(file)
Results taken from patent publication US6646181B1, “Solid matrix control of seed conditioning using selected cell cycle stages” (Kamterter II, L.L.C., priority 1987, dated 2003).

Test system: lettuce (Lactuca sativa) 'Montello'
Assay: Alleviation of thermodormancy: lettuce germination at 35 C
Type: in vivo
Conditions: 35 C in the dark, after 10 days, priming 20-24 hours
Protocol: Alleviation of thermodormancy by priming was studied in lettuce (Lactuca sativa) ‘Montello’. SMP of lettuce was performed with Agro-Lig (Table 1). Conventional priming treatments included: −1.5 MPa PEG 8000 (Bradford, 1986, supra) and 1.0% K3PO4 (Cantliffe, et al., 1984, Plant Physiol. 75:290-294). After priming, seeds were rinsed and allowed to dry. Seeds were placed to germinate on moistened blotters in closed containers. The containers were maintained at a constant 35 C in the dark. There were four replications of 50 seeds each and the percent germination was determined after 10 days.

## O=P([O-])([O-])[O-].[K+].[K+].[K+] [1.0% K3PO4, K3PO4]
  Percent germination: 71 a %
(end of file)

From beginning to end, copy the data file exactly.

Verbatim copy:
Results taken from patent publication US6646181B1, “Solid matrix control of seed conditioning using selected cell cycle stages” (Kamterter II, L.L.C., priority 1987, dated 2003).

Test system: lettuce (Lactuca sativa) 'Montello'
Assay: Alleviation of thermodormancy: lettuce germination at 35 C
Type: in vivo
Conditions: 35 C in the dark, after 10 days, priming 20-24 hours
Protocol: Alleviation of thermodormancy by priming was studied in lettuce (Lactuca sativa) ‘Montello’. SMP of lettuce was performed with Agro-Lig (Table 1). Conventional priming treatments included: −1.5 MPa PEG 8000 (Bradford, 1986, supra) and 1.0% K3PO4 (Cantliffe, et al., 1984, Plant Physiol. 75:290-294). After priming, seeds were rinsed and allowed to dry. Seeds were placed to germinate on moistened blotters in closed containers. The containers were maintained at a constant 35 C in the dark. There were four replications of 50 seeds each and the percent germination was determined after 10 days.

## O=P([O-])([O-])[O-].[K+].[K+].[K+] [1.0% K3PO4, K3PO4]
  Percent germination: 71 a %